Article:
When the United Farm Workers National Executive Board unanimously voted last summer to replace Arturo Rodríguez as UFW president with Teresa Romero, the first Latina and first immigrant woman to become the president of the U.S. national union many could have wondered what would be the future of the UFW under the new leadership.
After all, Rodríguez, son-in-law of Cesar Chávez, stepped down as UFW president on Dec. 20, 2018, after 45 years with the UFW, the last 25 leading the union, fighting for farmworkers not only in California but nationwide and helping it survive and make meaningful progress for farm workers following Chávez’s death in 1993.
It would be the first time the UFW was not led by someone in the Chávez family.
“I think it’s good, you know. It’s not a family front business. It’s an organization of people that are committed to helping folks,” said Paul Chávez, who spoke about his father Cesar’s legacy on March 19 at Clovis Community College Forum Hall as part of the college’s celebration honoring the life of one of the greatest leaders of the 20th century whose day is celebrated on his birthday, March 31. “In our case it just happened when my dad started, no había mucho equipo, so we were the ones who helped him. We worked.”
As a young boy in the early 1960s, Paul Chávez joined his seven brothers and sisters on weekends in Central Valley farm towns, handing out leaflets and helping his father, Cesar Chávez, organize the union that would become the United Farm Workers of America. Paul and his family endured the hardships and sacrifices of the five-year long Delano grape strike and boycott, and the struggles that followed.
“Arturo had the privilege of working with my dad nearly 25 years before he passed away, I worked with my dad 24 years before he passed away. And so I was talking early about some of the lessons learn and so you know we are beneficiary of that,” said Paul Chávez, who since 1991 has led the Cesar Chávez Foundation, also founded in the 1960s.
“But I understand that the future of the organization is going to be based on people that never knew him or are related to him, but that subscribe to his principles and that’s the future,” said Paul Chávez.
As the new UFW president, Romero made history for being not only the first woman, but an immigrant woman proud of her U.S. citizenship and Mexican and Zapotecan heritage leading the national union.
“You know in the history of the movement, we always had strong women leading. Dolores Huerta, right no push over, a tough woman, people like my mother and Jessie de la Cruz from here in Fresno,” said Paul Chávez. “So women always played an important role and I think that is a good decision by the UFW executive board to pick Teresa. She is the person, es la indicada que, to take us to the next level.”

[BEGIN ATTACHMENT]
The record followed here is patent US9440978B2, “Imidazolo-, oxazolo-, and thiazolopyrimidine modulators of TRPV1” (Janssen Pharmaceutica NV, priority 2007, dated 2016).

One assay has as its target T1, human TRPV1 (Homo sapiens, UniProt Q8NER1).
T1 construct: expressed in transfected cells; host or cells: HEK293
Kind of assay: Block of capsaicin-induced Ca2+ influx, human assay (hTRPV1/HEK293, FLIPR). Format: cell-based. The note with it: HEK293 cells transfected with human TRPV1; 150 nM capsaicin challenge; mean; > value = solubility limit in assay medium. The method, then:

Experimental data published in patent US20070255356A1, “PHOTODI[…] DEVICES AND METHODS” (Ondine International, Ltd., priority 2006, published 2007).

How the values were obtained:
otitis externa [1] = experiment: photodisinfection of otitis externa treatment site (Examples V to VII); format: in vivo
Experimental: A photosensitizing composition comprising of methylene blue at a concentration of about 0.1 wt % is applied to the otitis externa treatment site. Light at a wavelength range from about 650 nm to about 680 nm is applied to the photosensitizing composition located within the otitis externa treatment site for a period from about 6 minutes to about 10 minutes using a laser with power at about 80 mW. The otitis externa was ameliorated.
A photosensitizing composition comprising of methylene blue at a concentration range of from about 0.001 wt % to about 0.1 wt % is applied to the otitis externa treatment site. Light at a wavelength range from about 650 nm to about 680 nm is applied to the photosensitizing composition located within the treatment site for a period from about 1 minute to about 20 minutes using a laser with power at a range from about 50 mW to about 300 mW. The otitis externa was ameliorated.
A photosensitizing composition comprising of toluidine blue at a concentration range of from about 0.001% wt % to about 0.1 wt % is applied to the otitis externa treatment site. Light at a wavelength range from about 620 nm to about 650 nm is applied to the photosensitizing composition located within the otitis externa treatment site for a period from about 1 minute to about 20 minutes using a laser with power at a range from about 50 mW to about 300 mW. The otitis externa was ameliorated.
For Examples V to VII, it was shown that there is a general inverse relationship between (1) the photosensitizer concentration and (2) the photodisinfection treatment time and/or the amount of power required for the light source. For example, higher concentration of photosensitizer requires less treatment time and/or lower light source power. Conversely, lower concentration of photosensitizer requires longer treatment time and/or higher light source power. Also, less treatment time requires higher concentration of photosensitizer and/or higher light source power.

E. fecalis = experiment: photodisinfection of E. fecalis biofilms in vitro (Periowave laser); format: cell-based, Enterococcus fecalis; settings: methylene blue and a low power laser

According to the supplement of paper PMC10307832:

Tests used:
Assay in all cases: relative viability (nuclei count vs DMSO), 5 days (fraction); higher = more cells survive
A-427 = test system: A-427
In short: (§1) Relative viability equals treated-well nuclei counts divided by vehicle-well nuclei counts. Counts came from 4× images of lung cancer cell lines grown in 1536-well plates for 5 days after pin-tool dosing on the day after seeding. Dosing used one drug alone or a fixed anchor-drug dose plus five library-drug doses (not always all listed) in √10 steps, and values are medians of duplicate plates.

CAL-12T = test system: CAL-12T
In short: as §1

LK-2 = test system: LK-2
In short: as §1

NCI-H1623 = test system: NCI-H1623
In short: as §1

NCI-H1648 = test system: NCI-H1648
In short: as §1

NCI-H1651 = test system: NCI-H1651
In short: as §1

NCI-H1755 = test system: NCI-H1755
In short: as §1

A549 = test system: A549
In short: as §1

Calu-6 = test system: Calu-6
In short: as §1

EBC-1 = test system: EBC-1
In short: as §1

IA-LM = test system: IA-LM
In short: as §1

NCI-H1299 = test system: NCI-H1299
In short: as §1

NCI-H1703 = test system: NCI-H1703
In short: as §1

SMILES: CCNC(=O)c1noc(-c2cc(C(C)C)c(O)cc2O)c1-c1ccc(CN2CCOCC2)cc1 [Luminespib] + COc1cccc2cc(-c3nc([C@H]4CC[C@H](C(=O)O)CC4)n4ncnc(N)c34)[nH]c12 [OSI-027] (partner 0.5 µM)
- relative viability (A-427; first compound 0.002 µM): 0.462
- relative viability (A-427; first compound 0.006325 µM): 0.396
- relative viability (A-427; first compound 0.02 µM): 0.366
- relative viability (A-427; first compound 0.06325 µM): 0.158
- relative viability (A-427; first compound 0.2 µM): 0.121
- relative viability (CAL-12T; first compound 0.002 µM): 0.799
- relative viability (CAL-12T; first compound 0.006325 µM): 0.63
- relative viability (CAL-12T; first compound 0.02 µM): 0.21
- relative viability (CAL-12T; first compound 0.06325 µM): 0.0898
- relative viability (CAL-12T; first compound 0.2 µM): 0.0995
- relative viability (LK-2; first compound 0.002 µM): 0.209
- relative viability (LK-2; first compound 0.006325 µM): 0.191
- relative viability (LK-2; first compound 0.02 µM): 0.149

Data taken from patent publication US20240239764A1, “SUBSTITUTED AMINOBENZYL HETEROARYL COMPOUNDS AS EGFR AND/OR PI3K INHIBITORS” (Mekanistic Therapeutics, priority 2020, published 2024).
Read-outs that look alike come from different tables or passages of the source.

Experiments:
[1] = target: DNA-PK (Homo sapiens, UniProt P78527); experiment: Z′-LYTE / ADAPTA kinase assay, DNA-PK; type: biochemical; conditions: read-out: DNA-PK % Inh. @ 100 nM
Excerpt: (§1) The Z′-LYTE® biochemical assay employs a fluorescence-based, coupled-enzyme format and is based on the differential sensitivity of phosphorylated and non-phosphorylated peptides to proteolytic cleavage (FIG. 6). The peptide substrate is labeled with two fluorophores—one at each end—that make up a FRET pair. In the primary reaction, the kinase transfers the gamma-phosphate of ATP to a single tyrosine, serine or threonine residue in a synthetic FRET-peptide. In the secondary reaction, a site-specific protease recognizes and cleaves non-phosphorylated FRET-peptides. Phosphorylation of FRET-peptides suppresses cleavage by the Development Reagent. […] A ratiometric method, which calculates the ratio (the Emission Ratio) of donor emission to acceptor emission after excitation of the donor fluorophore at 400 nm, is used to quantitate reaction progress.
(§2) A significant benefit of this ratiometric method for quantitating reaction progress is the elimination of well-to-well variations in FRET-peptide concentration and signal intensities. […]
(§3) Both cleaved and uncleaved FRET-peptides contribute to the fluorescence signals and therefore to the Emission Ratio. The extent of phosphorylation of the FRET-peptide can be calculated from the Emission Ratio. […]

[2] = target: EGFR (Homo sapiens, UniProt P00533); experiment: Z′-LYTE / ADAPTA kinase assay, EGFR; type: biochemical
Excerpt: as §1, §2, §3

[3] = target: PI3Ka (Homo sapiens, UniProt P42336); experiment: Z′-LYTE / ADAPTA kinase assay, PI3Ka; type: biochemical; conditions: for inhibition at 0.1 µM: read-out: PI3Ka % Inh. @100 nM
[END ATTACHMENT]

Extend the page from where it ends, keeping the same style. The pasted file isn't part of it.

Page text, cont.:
“Teresa Romero has a big job. When my dad passed away I felt that already had the tougher job in the world, but now I can see that Teresa is facing the same challenges,” he said. “The future, I don’t know what the future of the UFW is going to be other than I do know is that Teresa is going to create her own leadership.”
“She is going to have to take a look at things that are happening today and develop programs that, not honor the past, but more importantly attack the injustices that we face today,” said Paul Chávez, adding that “I worked with Teresa and she is a strong woman and I believe she’ll do that.”
Paul Chávez said that one of the things that he always reminded people in the UFW, even though he hasn’t work in the UFW for many years, “I told them, you know that my father was an inspiration to them; they shouldn’t take his work literally.”
“The mission remains the same, las tácticas tienen que cambiar; they need to change so I am confident that she has the strength and the wisdom to change those tactics to address the needs today,” Paul Chávez said. “But more importantly, to stay committed to the founding and ideales del movimiento.”
Paul Chávez said that one of the things his father realized many years ago when they passed the California Agriculture Labor Relations Act (of 1975) was that “he felt that, from a strategic point of view, we made a mistake.”
Paul Chávez explained that his father had invested time leading the boycott with the American public.
“They would boycott and will support us and we trade it that for this legislative or legal system where there will be elections and we did it in good faith,” Paul Chávez said. “Well after we did that and we dismantled the boycott then we quickly realized that growers knew how to exploit the system and how they can delay justice. You could have an election today and they would file appeals, and appeals, and appeals and maybe in six or seven years we get a victory but by then workers were gone or demoralized.”
“And so what happened he realized that what we gave up a lot of strength,” Paul Chávez said of his father. “So the Agriculture Labor Relations Act is there and sure should be use but I think we all recognize that the future of the UFW is not based on that. It’s a tool to be use but its only one of many tools.”
“The idea of having a strong legislative presence is important, so you can have bigger (presence), you can help big numbers of people doing that,” he said. “I think it’s a combination of the Act, it’s going to be legislation but also it’s going to be multinational work. I think those kinds of combinations that would make up a lasting impact on workers lives.”